Google's VP-advertising sales, Tim Armstrong, touted his company's ability to court brand advertisers during a question-and-answer session at Bank of America's Technology Conference today.
Online brand advertising
He talked of a Long Tail of products, explaining that previously, by using traditional media, marketers could only advertise one or two products at a time because of how long it would take to create and execute the advertising. With services like Google's, however, he said, brand marketers are advertising all of their products, all the time -- and that's contributing to much of the online brand advertising growth.
"Most marketers are used to advertising just a fraction of their products due to that human scale required to advertise them," he said. Five years ago, he said, Hewlett Packard was running only two or three of their products on search. Today they're running thousands.
"Consumers are on 24 hours a day, you should have all your products available to them," Mr. Armstrong said. He said he couldn't "think of any companies where there isn't room left to grow with us."
Understanding Google's services
Increasing inventory would be a major catalyst for attracting more brand advertising, but perhaps more so would be marketer education on the types of services -- beyond search -- that Google offers. To that end, the company has led road shows to reach out to chief marketing officers and creative agencies to get them to think of Google products for other uses.
One oft-cited example is how Saturn used Google Earth and Google Video to create an online ad application where customers "fly" around Google Earth, then through the doors of their local dealership and watch a video of the actual sales manager welcoming them into the dealership. It was, he said, an example of connecting brand messages with an introduction and how Google is actively involved with talks across Saturn's sibling General Motor brands.
"P&G, Coke, Pepsi -- they see that as the future of product introduction. How do you take an experience that was linear and move it into something where you're able to introduce and experience it?" he said.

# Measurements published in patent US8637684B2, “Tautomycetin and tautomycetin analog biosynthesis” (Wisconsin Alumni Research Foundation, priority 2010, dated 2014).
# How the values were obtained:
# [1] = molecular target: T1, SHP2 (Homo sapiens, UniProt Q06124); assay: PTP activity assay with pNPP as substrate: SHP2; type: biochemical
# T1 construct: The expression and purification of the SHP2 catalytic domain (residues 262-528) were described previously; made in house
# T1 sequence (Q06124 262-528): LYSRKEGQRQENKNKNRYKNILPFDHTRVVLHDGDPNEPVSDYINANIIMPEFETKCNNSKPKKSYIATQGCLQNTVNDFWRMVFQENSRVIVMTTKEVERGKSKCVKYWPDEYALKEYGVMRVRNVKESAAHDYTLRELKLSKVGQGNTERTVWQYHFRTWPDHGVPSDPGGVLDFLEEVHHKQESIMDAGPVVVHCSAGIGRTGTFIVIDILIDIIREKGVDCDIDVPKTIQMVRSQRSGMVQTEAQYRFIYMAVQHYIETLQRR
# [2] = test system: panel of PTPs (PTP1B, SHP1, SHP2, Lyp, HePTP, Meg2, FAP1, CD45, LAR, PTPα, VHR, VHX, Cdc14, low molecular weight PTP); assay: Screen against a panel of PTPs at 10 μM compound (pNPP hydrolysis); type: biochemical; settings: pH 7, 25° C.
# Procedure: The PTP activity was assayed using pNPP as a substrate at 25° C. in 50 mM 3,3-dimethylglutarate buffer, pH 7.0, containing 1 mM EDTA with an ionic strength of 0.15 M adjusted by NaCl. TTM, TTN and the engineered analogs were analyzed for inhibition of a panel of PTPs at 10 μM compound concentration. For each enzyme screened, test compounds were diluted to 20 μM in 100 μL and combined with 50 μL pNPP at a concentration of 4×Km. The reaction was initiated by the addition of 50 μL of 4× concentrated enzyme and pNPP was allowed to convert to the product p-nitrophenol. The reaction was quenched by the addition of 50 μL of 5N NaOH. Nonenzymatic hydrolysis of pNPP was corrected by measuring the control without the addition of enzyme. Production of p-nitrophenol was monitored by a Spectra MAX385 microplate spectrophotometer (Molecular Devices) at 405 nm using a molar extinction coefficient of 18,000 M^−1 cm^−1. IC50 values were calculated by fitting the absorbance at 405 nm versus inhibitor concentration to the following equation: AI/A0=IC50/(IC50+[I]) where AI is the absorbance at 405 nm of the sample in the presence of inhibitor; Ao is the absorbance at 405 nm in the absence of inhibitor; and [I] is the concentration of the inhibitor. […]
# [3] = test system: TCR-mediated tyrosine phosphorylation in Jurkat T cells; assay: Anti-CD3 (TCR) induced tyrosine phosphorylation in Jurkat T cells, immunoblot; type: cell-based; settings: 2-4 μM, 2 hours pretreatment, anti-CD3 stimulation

He said Google would also continue its work in offline media; it is happy with its print tests, while in radio Google has seen "lots of adoption both on the radio network side and advertiser side. ... The first question is, Will people use these systems? The answer is yes. The second question is, How do you continue to do it at scale? That's a lot of the beta testing we're doing right now."
Third-party ad serving
A Bank of America analyst asked Mr. Armstrong about Google's ad-serving philosophy and whether that was hindering marketer use of its display network. While most major online agencies serve their ads through Doubleclick or Atlas to simplify delivery and reporting, Google hasn't yet opened up its network to third-party ad serving. That means an agency that uses Doubleclick for virtually all of its ad placement would have to use a separate ad server, Google's, for buying display ads across AdSense.
Mr. Armstrong said Google faced the same issue in 2000 and 2001 with search -- people had asked whether Google would use a third-party ad server for search. Third-party ad servers, he said, "assume they can figure out how to target more effectively than you can." He said Google has been happy not to use third party ad servers to deliver its search ads and that it's "working diligently" in the branded ad space to continue to serve ads effectively.
He was bullish about the online ad market, saying that online media sellers are "not at a point where we're stealing share from each other," he said. "The more successful online is, the more successful all of us have been."